An extensive July 27 Gazette.net article discusses continued resistance from the agricultural community and other stakeholders to proposed regulations designed to limit the application of manure and sewage sludge to agricultural fields. As previously reported on Conduit Street , the regulations, which have been under consideration since last year, have proven controversial with farmers, wastewater treatment managers, and environmental groups. The article also highlights a July 23 meeting in Talbot County where approximately 130 farmers and other stakeholders met with and raised their concerns with state officials.
Farmers, wastewater managers and environmentalists have found common ground — they share anger about proposed state manure and fertilizer management regulations that could be approved as early as next month.
The regulations were designed “to achieve consistency in the way all nutrients are managed and help Maryland meet nitrogen and phosphorus reduction goals” for cleaning up the Chesapeake Bay, according to the Maryland Department of Agriculture, which drafted the legislation.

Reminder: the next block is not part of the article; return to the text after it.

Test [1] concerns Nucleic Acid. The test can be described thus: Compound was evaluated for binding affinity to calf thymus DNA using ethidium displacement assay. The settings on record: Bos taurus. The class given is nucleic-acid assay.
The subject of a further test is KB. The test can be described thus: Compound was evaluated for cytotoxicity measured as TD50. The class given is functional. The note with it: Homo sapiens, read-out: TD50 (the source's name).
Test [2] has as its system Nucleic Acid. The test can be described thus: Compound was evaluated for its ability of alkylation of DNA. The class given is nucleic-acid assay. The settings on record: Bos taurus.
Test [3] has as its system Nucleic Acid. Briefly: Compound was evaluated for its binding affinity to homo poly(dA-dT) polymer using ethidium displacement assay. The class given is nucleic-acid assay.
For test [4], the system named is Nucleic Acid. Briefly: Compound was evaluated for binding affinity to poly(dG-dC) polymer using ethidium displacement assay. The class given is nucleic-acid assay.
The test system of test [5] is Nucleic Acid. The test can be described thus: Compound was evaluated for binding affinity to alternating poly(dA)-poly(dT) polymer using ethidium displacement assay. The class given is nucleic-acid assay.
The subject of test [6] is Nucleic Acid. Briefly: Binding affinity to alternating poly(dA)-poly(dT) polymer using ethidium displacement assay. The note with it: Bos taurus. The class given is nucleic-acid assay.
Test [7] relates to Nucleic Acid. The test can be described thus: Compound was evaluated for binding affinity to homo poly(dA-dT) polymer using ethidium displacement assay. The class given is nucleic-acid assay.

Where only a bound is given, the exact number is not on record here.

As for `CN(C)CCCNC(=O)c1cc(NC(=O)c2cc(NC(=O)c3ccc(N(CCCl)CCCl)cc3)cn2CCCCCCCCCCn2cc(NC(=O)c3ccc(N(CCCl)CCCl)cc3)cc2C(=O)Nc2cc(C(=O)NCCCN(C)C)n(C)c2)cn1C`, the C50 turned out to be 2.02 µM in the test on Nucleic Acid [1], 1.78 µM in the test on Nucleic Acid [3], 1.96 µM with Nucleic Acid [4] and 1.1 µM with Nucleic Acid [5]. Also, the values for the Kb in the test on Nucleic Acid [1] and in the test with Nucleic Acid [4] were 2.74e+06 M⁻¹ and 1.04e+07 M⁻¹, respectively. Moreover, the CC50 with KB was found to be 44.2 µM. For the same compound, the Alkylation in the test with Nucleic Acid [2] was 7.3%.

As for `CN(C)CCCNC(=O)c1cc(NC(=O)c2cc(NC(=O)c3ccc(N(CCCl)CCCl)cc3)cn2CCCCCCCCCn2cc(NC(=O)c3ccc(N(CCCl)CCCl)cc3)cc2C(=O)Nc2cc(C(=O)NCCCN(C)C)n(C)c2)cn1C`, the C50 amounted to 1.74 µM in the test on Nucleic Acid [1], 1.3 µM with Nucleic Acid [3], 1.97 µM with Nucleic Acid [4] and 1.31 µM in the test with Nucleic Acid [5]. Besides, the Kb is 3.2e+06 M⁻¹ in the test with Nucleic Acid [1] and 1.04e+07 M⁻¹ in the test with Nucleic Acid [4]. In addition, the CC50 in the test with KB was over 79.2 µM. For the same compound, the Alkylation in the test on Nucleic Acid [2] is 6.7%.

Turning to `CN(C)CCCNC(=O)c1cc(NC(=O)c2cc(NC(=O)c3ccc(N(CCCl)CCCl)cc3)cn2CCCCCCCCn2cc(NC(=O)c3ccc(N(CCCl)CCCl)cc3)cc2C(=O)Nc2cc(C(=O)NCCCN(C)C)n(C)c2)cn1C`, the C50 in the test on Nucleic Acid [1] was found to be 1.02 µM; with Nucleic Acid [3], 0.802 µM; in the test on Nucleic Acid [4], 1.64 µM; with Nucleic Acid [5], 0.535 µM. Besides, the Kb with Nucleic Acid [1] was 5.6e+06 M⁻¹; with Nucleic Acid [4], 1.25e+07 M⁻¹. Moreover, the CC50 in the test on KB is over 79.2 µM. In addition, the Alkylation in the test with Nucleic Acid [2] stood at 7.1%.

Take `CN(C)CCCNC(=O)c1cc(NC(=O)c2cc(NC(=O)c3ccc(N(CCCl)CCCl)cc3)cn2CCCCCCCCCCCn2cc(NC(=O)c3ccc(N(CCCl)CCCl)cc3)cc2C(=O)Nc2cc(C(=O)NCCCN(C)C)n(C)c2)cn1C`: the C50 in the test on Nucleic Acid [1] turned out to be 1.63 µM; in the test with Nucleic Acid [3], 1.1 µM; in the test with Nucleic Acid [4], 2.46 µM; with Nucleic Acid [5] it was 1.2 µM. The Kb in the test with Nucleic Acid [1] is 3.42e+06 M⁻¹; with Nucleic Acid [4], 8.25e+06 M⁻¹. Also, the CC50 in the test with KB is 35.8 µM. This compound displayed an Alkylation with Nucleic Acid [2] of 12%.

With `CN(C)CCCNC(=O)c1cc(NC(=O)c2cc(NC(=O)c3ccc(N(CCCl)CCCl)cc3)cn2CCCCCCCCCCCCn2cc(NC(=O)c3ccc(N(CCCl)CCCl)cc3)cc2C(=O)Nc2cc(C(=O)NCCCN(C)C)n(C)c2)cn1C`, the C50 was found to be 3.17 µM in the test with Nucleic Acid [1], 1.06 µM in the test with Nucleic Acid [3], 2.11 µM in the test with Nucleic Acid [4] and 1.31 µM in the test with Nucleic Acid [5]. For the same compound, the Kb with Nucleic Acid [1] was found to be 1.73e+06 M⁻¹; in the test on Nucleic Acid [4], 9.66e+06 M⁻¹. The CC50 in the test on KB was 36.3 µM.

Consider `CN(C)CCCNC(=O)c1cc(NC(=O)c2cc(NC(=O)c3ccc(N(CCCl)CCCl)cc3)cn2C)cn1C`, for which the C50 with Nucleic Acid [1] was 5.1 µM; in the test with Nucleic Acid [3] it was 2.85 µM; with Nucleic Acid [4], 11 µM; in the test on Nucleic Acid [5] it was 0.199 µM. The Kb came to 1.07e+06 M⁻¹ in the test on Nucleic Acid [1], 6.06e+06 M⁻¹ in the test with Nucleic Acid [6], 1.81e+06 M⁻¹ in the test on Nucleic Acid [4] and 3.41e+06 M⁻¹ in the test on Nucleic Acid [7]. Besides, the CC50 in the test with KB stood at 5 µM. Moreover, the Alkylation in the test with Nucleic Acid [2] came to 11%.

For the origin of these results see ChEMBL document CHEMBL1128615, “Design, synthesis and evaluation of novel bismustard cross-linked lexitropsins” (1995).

The goals are part of a Watershed Improvement Plan required of states in the Bay’s watershed by the U.S. Environmental Protection Agency to make more progress in a three-decades-old effort to reduce Bay pollution.
But the farmers say too much of the cleanup burden is falling on them — and at a huge financial cost.
And wastewater managers say they cannot meet the storage requirements expected of them. Hundreds of thousands of tons of treated sewage sludge would have to be stored for almost half a year, they say.
Finally, at least some environmentalists are unhappy — but for a different reason. They say the requirements don’t go far enough, fast enough to clean and protect the Bay.